Sunday, May 17, 2020

Breast MCQ - Part II - Surgery - with answers

01. 60yrs old lady presented with 2cm painless lump in the left breast for 2 weeks duration. In clinical examination it suggested malignancy which of the following are T/F

a) Tethering with skin indicate poor prognosis 
b) Mammography is done of the triple assessment 
c) FNAC negative no need to go for further investigation 
d) Hormonal treatment compare with CT is best in this patient than young patient with same features 
e) If decided to do breast conservation surgery, radiotherapy should not given

02. Regarding breast carcinoma;

a) Detected by self breast examination is free of metastatic disease 
b) In 80 year old woman can effectively treat with tamoxifen only. 
c) Her-2-neu receptor represents poor prognosis 
d) Micro metastases can be excluded if the isotope bone scan is normal 
e) Treated with mastectomy has better overall survival rather than breast conservative surgery combined with radiotherapy

03. Features of metastatic breast CA

a) Bone pain 
b) High ALP level 
c) Hypocalcaemia 
d) Pathological fractures 
e) Pleural effusions

04. Regarding breast CA

a) Fibro adenoma is an AND! arising from a single terminal duct lobule 
b) Typical hyperplasia of fibrocystic disease has a high risk for developing malignancies c) USS is a method of screening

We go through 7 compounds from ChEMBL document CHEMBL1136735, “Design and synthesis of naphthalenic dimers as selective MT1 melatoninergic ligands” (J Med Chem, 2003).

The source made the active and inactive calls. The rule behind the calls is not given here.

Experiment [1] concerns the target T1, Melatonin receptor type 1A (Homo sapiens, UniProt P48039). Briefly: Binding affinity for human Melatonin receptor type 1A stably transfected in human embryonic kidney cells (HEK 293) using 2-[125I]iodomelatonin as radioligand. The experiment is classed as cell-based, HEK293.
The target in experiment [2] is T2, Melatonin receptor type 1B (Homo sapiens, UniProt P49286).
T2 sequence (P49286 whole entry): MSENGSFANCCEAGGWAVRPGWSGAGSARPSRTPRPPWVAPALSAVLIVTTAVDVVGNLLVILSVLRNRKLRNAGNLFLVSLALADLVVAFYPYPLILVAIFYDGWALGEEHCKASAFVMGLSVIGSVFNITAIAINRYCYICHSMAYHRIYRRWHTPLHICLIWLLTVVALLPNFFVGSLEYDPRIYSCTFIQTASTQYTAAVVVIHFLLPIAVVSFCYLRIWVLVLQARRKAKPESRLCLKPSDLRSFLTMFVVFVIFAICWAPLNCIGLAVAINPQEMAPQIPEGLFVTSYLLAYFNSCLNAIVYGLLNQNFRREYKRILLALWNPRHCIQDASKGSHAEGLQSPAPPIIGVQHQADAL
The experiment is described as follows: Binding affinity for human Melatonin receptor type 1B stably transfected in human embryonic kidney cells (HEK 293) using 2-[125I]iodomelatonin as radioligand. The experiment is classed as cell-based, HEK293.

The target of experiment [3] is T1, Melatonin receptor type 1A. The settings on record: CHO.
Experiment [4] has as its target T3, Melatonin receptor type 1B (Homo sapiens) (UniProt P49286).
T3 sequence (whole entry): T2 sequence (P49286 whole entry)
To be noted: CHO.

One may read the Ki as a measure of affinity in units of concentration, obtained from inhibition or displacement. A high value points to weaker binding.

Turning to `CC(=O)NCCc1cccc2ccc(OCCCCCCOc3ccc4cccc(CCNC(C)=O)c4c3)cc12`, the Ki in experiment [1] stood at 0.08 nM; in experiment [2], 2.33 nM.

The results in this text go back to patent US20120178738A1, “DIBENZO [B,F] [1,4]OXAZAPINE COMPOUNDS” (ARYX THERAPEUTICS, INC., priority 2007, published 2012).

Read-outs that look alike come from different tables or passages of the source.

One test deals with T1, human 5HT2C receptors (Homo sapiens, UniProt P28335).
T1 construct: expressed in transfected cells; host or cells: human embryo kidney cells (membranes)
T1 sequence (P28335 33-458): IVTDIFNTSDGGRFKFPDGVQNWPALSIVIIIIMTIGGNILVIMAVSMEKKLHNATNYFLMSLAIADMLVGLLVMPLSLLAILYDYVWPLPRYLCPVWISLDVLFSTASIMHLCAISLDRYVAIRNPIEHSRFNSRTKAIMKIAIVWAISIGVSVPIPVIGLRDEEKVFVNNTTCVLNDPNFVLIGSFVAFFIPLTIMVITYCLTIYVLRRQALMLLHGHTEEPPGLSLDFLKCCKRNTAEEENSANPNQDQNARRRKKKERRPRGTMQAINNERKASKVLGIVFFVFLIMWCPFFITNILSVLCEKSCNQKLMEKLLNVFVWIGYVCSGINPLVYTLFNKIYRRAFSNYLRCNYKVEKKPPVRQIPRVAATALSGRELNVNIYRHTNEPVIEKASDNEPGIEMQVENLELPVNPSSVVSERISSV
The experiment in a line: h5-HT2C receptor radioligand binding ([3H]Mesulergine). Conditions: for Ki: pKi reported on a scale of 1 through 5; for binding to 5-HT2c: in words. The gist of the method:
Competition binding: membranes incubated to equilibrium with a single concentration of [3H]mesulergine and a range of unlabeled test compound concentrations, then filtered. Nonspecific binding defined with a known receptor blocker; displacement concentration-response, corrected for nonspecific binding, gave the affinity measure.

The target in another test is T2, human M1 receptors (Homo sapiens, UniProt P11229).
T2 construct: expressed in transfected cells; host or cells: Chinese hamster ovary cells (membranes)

d) Hormonal therapy is the first line therapy for elderly patients

05. A 40 year old female presented with pain in both breasts & upper limbs for 6 months. Features favoring the diagnosis of fibrocystic disease are,

a) Cyclical pain 
b) Nodules like feeling in the respective area c) Presence in upper medial quadrant 
d) Bilateral involvement

06. What is the most common complication following simple mastectomy and axillary clearance

a) Bleeding 
b) Thoracodorsal never damage 
c) Seroma formation 
d) Surgical site infection 
e) Flap necrosis mastectomy

07. Risk factors for breast carcinoma 
a) Hormone replacement therapy 
b) Menopause at 35y of age
c) Oral contraceptive pills for 5 years 
d) Null parity 
e) Breast feeding

08. Regarding breast disorders, 

a) Acute mastitis needs incision and drainage. 
b) Female with malignant lump without any metastasis can be treated with lumpectomy. c) Cyclical mastalgia can be treated with cyst aspiration. 
d) 2cm fibro adenoma need wide local excision. 
e) Mastalgia is common at perimenopause age.

09. Breast carcinoma, 

a) Characterized by macro calcifications on mammogram. 
b) Detected on self breast examination stands the best chance of cure. 
c) When locally advanced, best treated with neo adjuvant chemotherapy. 
d) Micro metastasis cannot be excluded if the isotope bone scan is normal. 
e) Survival is superior when treated by modified radical mastectomy comparing with breast conservation surgery combine with radiotherapy.

10. Regarding breast carcinoma 

a) Tumor situated in sub areolar area is the best situation for breast conservative surgery
b) Estrogen receptor positive breast carcinoma has good prognosis
c) Estrogen ,progesterone and HER2 receptors can be identified
d) Usually sensitive to chemotherapy

11. True or False regarding benign breast disease

a) Fibro adenoma has irregular margins
b) Usually grows up to 2-3cm in size
c) Giant fibro adenoma can be seen in pregnancy
d) Well lobulated

12. WOF are true or false

a) Middle thyroid vein drains to the internal jugular vein
b) Clinical features of L5/S1 disc prolapse affecting the S1 root includes parasthesia of the lateral aspect of the foot
c) 80% of blood supply to the liver is from the portal vein
d) Iliohypogastric nerve passes through the external inguinal ring along with the spermatic cord
e) Abductor pollicis brevis muscle is supplied by the ulnar nerve